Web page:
And that’s just one example.

Since the 2008 global financial crisis, the FED has bought trillions of dollars’ worth of bonds, mortgages, and other assets to prop up the market. And the market’s climbed 500% since 2008 lows.

But now, “not fighting the FED” has a whole new meaning…

In March (2022), the world’s most important central bank raised its key interest rate for the first time since December 20, 2018.

Last Wednesday, the FED raised rates again, this time by 0.5%. That’s the largest rate hike in over two decades.

The FED’s also pulling liquidity out of financial markets and tightening its balance sheet.

A couple months ago, the FED stopped purchasing assets as part of its quantitative easing program, which it used to prop up the economy and markets during the COVID crash.

In short, the FED is no longer engaging in “easy money policies.”

It’s tightening.

And it’s doing so to combat inflation.

Inflation measures how quickly prices for everyday goods and services are rising.

Last month, inflation jumped 8.5% from the same period a year prior. That’s the highest reading in four decades!

It was also the fourth month in a row where inflation came in north of 7%.

Of course, inflation isn’t just hurting the purchasing power of everyday people…

It’s also eating away at people’s nest eggs.

Many investors are now scrambling to protect themselves.

I know because many friends and family have reached out to me.

They want to know how they can shield their wealth from inflation. They view cash as trash.

I get the logic behind this.

To truly generate profits from your investments, they must generate a return higher than the rate of inflation. Right now, that means making at least a 9% annual return.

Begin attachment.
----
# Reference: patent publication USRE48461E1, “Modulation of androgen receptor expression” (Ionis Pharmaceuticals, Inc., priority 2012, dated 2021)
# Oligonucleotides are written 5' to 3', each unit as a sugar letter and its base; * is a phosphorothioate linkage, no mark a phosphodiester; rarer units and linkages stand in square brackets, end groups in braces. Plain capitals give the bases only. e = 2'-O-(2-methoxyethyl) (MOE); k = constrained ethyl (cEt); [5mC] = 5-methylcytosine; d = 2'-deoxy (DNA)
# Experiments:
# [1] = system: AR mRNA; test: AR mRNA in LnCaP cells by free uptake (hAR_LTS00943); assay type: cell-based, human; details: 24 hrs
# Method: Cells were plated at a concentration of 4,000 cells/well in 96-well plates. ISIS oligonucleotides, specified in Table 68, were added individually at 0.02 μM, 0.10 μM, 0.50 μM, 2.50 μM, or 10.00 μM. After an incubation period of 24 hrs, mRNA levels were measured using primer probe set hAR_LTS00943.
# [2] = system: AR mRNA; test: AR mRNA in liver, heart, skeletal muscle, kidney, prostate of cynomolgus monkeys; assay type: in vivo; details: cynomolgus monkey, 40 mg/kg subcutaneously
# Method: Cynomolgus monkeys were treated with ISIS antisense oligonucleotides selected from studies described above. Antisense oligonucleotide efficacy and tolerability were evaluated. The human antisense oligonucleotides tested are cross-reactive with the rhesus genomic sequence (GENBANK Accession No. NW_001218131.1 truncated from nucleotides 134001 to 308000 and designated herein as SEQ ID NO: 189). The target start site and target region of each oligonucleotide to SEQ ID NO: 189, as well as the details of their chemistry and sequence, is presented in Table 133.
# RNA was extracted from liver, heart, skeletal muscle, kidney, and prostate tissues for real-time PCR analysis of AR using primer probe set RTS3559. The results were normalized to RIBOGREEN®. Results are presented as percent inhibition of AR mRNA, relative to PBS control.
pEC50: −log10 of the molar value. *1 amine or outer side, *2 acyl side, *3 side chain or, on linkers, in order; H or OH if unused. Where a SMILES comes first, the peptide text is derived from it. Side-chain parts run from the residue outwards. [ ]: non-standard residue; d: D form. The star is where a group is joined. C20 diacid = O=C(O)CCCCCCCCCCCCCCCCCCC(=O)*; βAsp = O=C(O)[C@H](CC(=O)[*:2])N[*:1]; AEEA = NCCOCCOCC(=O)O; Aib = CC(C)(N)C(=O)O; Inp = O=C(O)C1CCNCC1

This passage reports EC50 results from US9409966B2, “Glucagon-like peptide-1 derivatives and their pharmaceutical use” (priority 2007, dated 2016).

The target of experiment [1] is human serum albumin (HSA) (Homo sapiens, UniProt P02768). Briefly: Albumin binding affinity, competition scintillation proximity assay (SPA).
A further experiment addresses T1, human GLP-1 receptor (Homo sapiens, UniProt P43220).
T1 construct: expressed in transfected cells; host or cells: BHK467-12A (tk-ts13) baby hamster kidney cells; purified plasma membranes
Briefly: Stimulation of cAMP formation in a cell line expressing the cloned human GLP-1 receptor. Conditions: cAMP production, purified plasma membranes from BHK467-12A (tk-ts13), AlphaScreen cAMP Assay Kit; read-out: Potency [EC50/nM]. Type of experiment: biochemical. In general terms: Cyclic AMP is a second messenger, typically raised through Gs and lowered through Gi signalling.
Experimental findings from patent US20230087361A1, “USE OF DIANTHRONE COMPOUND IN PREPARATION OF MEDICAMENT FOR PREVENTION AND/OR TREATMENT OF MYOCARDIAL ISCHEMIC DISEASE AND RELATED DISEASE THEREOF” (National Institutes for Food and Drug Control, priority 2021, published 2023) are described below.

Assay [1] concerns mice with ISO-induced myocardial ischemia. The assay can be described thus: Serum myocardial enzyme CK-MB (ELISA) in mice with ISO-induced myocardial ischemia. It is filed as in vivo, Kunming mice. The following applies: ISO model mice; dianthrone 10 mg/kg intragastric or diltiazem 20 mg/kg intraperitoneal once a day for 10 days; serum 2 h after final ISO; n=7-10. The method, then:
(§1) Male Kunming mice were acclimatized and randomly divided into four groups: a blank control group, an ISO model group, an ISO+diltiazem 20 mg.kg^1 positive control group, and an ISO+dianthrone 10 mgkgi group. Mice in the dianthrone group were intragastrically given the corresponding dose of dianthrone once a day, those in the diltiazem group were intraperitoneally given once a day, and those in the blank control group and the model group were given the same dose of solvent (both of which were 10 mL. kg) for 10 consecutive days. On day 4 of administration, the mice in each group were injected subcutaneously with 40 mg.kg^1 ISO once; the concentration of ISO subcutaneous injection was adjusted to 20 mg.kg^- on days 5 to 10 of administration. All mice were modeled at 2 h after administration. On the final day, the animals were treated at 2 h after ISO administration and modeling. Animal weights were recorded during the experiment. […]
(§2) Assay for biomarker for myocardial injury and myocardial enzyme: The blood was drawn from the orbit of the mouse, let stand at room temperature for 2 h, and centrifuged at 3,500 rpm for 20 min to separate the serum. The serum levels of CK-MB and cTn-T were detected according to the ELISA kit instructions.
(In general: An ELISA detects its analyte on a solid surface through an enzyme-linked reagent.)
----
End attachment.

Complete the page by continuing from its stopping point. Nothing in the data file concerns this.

That’s historically been doable in stocks. The average return of the S&P 500 since 1957 is just under 11%.

Many investors conclude they must own stocks in order to beat high inflation.

This conclusion is likely correct over longer periods of time. But right now, and for the next few months, it may be the wrong move to hold too many stocks. Because…

The FED is waging a war on inflation…

You see, interest rates are the cost of money.

When they rise, it becomes more expensive to borrow money.

This makes it harder for most people to buy homes, cars, and anything on credit.

In other words, the FED is trying to crush consumer demand, which will cause inflation to fall.

So far, it’s working…

According to the Mortgage Bankers Association, mortgage applications dropped 8% for the week ending April 22, hitting the lowest rate in three years. There were 70% less refinance applications than there were in April 2021.

The FED’s war on inflation is likely far from over…

Last week after the FED's meeting, Chairman Jerome Powell said, “inflation is much too high.”

In other words, YOU, ME, WE the ATWWI FAMILY can expect more rate hikes in the coming months. In fact, the market has already priced in 0.5% rate hikes for June and July.

No worries, because we will continue to get "P.A.I.D." utilizing our adaptable ATWWI strategies and techinques.

Kenneth Reaves, Ph.D.

Dividend Stocks Provide Protection From the Bear Market

Wednesday, May 18th, 2022
Dividend Stocks Provide Protection From the Bear Market

The market has been brutal in 2022, especially over the past couple of months.

The S&P 500 is down 16%, while the Nasdaq Composite has fared even worse, falling 25%.

But there’s been an investment that provides "PROTECTION".

"DIVIDEND" stocks have given YOU, ME, WE the ATWWI FAMILY "PROTECTION" from the raging storm. 

In the January (2022) I discussed why I expected "VALUE" stocks – particularly "DIVIDEND" stocks – to outperform this year (2022).

And outperform they have!!!

The iShares Core High Dividend ETF (HDV) is up 4% year to date. The top three holdings of this exchange-traded fund (ETF) are Exxon Mobil (XOM), Johnson & Johnson (JNJ) and Verizon Communications (VZ).

The SPDR Portfolio S&P 500 High Dividend ETF (SPYD) is also in positive territory, up 2.8%. This ETF lists Seagate Technology (STX), ConocoPhillips (COP) and Iron Mountain (IRM) as its top holdings.

Also, the WisdomTree U.S. High Dividend Fund (DHS) has gained 4.6% year to date. Its top three holdings are Philip Morris International (PM), Altria Group (MO) and AbbVie (ABBV).

It shouldn’t be a surprise that stocks that pay strong dividends not only are outperforming the market but are still positive for the year, despite the market being quite weak.